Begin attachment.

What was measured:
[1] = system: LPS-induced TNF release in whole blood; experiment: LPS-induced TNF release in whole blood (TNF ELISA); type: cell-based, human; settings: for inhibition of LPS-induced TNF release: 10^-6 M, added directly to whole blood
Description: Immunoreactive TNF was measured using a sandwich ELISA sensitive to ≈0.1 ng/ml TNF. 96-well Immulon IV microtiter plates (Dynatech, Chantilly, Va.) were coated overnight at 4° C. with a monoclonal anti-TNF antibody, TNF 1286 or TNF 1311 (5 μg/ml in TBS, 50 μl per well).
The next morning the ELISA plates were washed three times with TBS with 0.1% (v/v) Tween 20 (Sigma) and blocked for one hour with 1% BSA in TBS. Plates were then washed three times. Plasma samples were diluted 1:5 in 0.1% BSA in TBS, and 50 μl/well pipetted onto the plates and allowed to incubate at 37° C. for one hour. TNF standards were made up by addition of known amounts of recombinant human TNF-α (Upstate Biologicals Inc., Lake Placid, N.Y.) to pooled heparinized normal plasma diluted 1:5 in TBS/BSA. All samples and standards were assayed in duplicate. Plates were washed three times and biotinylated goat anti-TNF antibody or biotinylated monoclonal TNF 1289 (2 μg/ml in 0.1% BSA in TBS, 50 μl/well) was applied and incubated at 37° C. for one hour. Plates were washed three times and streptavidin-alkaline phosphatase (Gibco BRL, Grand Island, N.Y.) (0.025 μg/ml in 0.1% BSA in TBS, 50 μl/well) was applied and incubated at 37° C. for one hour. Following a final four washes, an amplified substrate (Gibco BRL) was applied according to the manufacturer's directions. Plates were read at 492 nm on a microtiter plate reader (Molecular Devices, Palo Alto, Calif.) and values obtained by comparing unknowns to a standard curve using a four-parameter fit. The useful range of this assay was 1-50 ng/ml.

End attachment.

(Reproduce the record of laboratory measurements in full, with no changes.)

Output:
What was measured:
[1] = system: LPS-induced TNF release in whole blood; experiment: LPS-induced TNF release in whole blood (TNF ELISA); type: cell-based, human; settings: for inhibition of LPS-induced TNF release: 10^-6 M, added directly to whole blood
Description: Immunoreactive TNF was measured using a sandwich ELISA sensitive to ≈0.1 ng/ml TNF. 96-well Immulon IV microtiter plates (Dynatech, Chantilly, Va.) were coated overnight at 4° C. with a monoclonal anti-TNF antibody, TNF 1286 or TNF 1311 (5 μg/ml in TBS, 50 μl per well).
The next morning the ELISA plates were washed three times with TBS with 0.1% (v/v) Tween 20 (Sigma) and blocked for one hour with 1% BSA in TBS. Plates were then washed three times. Plasma samples were diluted 1:5 in 0.1% BSA in TBS, and 50 μl/well pipetted onto the plates and allowed to incubate at 37° C. for one hour. TNF standards were made up by addition of known amounts of recombinant human TNF-α (Upstate Biologicals Inc., Lake Placid, N.Y.) to pooled heparinized normal plasma diluted 1:5 in TBS/BSA. All samples and standards were assayed in duplicate. Plates were washed three times and biotinylated goat anti-TNF antibody or biotinylated monoclonal TNF 1289 (2 μg/ml in 0.1% BSA in TBS, 50 μl/well) was applied and incubated at 37° C. for one hour. Plates were washed three times and streptavidin-alkaline phosphatase (Gibco BRL, Grand Island, N.Y.) (0.025 μg/ml in 0.1% BSA in TBS, 50 μl/well) was applied and incubated at 37° C. for one hour. Following a final four washes, an amplified substrate (Gibco BRL) was applied according to the manufacturer's directions. Plates were read at 492 nm on a microtiter plate reader (Molecular Devices, Palo Alto, Calif.) and values obtained by comparing unknowns to a standard curve using a four-parameter fit. The useful range of this assay was 1-50 ng/ml.